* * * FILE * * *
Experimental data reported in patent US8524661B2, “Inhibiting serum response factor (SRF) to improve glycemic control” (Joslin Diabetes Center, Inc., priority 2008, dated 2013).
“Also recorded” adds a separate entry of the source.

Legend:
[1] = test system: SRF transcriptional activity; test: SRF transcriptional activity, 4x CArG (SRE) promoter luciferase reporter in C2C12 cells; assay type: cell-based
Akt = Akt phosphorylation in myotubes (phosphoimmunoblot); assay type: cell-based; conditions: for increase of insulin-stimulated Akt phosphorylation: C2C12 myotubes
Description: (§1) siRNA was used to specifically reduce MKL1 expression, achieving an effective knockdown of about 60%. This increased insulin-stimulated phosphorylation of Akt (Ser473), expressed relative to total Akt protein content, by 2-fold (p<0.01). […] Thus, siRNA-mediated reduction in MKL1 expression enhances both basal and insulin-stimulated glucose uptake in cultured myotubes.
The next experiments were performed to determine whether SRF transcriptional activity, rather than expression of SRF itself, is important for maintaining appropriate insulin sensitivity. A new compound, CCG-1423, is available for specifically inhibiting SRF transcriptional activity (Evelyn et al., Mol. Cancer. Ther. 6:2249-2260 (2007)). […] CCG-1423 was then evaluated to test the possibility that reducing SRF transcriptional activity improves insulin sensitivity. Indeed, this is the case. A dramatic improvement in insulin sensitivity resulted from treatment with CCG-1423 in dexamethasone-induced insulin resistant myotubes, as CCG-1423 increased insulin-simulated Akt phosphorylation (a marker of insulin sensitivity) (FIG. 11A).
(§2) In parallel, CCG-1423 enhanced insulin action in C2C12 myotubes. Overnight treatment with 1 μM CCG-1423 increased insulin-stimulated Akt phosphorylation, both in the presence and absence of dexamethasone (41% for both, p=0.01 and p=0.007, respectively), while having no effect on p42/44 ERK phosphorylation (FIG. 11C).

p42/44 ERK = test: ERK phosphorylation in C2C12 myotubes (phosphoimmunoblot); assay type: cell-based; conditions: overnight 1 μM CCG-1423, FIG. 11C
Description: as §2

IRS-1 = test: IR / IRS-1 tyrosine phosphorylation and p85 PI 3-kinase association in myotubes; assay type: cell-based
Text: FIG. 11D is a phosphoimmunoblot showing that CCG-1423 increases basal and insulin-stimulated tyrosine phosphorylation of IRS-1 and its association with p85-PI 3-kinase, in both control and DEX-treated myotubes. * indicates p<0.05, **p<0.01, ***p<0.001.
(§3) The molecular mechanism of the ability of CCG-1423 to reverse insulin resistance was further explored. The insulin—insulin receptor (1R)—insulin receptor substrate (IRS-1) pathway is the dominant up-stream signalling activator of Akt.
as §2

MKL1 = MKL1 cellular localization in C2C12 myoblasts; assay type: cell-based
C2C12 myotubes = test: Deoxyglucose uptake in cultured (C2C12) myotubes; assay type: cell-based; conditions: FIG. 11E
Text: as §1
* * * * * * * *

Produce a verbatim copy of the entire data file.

Experimental data reported in patent US8524661B2, “Inhibiting serum response factor (SRF) to improve glycemic control” (Joslin Diabetes Center, Inc., priority 2008, dated 2013).
“Also recorded” adds a separate entry of the source.

Legend:
[1] = test system: SRF transcriptional activity; test: SRF transcriptional activity, 4x CArG (SRE) promoter luciferase reporter in C2C12 cells; assay type: cell-based
Akt = Akt phosphorylation in myotubes (phosphoimmunoblot); assay type: cell-based; conditions: for increase of insulin-stimulated Akt phosphorylation: C2C12 myotubes
Description: (§1) siRNA was used to specifically reduce MKL1 expression, achieving an effective knockdown of about 60%. This increased insulin-stimulated phosphorylation of Akt (Ser473), expressed relative to total Akt protein content, by 2-fold (p<0.01). […] Thus, siRNA-mediated reduction in MKL1 expression enhances both basal and insulin-stimulated glucose uptake in cultured myotubes.
The next experiments were performed to determine whether SRF transcriptional activity, rather than expression of SRF itself, is important for maintaining appropriate insulin sensitivity. A new compound, CCG-1423, is available for specifically inhibiting SRF transcriptional activity (Evelyn et al., Mol. Cancer. Ther. 6:2249-2260 (2007)). […] CCG-1423 was then evaluated to test the possibility that reducing SRF transcriptional activity improves insulin sensitivity. Indeed, this is the case. A dramatic improvement in insulin sensitivity resulted from treatment with CCG-1423 in dexamethasone-induced insulin resistant myotubes, as CCG-1423 increased insulin-simulated Akt phosphorylation (a marker of insulin sensitivity) (FIG. 11A).
(§2) In parallel, CCG-1423 enhanced insulin action in C2C12 myotubes. Overnight treatment with 1 μM CCG-1423 increased insulin-stimulated Akt phosphorylation, both in the presence and absence of dexamethasone (41% for both, p=0.01 and p=0.007, respectively), while having no effect on p42/44 ERK phosphorylation (FIG. 11C).

p42/44 ERK = test: ERK phosphorylation in C2C12 myotubes (phosphoimmunoblot); assay type: cell-based; conditions: overnight 1 μM CCG-1423, FIG. 11C
Description: as §2

IRS-1 = test: IR / IRS-1 tyrosine phosphorylation and p85 PI 3-kinase association in myotubes; assay type: cell-based
Text: FIG. 11D is a phosphoimmunoblot showing that CCG-1423 increases basal and insulin-stimulated tyrosine phosphorylation of IRS-1 and its association with p85-PI 3-kinase, in both control and DEX-treated myotubes. * indicates p<0.05, **p<0.01, ***p<0.001.
(§3) The molecular mechanism of the ability of CCG-1423 to reverse insulin resistance was further explored. The insulin—insulin receptor (1R)—insulin receptor substrate (IRS-1) pathway is the dominant up-stream signalling activator of Akt.
as §2

MKL1 = MKL1 cellular localization in C2C12 myoblasts; assay type: cell-based
C2C12 myotubes = test: Deoxyglucose uptake in cultured (C2C12) myotubes; assay type: cell-based; conditions: FIG. 11E
Text: as §1